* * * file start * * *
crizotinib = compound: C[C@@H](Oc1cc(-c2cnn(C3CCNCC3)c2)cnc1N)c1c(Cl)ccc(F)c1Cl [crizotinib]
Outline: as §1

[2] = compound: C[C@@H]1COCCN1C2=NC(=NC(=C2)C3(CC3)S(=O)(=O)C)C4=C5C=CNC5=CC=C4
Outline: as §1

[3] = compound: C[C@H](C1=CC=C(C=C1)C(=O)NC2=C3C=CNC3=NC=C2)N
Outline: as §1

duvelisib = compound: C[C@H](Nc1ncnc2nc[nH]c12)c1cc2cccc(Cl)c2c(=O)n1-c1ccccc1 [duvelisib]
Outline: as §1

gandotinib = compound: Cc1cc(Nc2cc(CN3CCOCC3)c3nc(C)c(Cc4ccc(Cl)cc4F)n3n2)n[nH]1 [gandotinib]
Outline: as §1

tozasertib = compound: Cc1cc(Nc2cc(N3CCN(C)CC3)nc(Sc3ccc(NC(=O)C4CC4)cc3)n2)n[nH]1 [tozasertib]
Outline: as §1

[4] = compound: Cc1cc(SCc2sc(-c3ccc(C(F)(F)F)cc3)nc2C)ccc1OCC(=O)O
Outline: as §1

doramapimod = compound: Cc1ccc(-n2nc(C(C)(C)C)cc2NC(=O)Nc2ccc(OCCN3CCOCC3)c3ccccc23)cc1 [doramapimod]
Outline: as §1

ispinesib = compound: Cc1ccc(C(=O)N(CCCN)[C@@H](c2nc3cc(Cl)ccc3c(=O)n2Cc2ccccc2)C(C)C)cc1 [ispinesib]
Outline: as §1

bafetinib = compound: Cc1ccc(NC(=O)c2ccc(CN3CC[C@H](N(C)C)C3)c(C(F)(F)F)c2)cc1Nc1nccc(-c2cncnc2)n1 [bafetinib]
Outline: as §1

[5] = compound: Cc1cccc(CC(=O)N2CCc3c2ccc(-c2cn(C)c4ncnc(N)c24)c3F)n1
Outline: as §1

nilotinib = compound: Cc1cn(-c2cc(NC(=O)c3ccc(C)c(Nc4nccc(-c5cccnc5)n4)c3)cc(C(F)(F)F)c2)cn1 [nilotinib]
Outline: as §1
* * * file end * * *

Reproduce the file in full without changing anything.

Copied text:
crizotinib = compound: C[C@@H](Oc1cc(-c2cnn(C3CCNCC3)c2)cnc1N)c1c(Cl)ccc(F)c1Cl [crizotinib]
Outline: as §1

[2] = compound: C[C@@H]1COCCN1C2=NC(=NC(=C2)C3(CC3)S(=O)(=O)C)C4=C5C=CNC5=CC=C4
Outline: as §1

[3] = compound: C[C@H](C1=CC=C(C=C1)C(=O)NC2=C3C=CNC3=NC=C2)N
Outline: as §1

duvelisib = compound: C[C@H](Nc1ncnc2nc[nH]c12)c1cc2cccc(Cl)c2c(=O)n1-c1ccccc1 [duvelisib]
Outline: as §1

gandotinib = compound: Cc1cc(Nc2cc(CN3CCOCC3)c3nc(C)c(Cc4ccc(Cl)cc4F)n3n2)n[nH]1 [gandotinib]
Outline: as §1

tozasertib = compound: Cc1cc(Nc2cc(N3CCN(C)CC3)nc(Sc3ccc(NC(=O)C4CC4)cc3)n2)n[nH]1 [tozasertib]
Outline: as §1

[4] = compound: Cc1cc(SCc2sc(-c3ccc(C(F)(F)F)cc3)nc2C)ccc1OCC(=O)O
Outline: as §1

doramapimod = compound: Cc1ccc(-n2nc(C(C)(C)C)cc2NC(=O)Nc2ccc(OCCN3CCOCC3)c3ccccc23)cc1 [doramapimod]
Outline: as §1

ispinesib = compound: Cc1ccc(C(=O)N(CCCN)[C@@H](c2nc3cc(Cl)ccc3c(=O)n2Cc2ccccc2)C(C)C)cc1 [ispinesib]
Outline: as §1

bafetinib = compound: Cc1ccc(NC(=O)c2ccc(CN3CC[C@H](N(C)C)C3)c(C(F)(F)F)c2)cc1Nc1nccc(-c2cncnc2)n1 [bafetinib]
Outline: as §1

[5] = compound: Cc1cccc(CC(=O)N2CCc3c2ccc(-c2cn(C)c4ncnc(N)c24)c3F)n1
Outline: as §1

nilotinib = compound: Cc1cn(-c2cc(NC(=O)c3ccc(C)c(Nc4nccc(-c5cccnc5)n4)c3)cc(C(F)(F)F)c2)cn1 [nilotinib]
Outline: as §1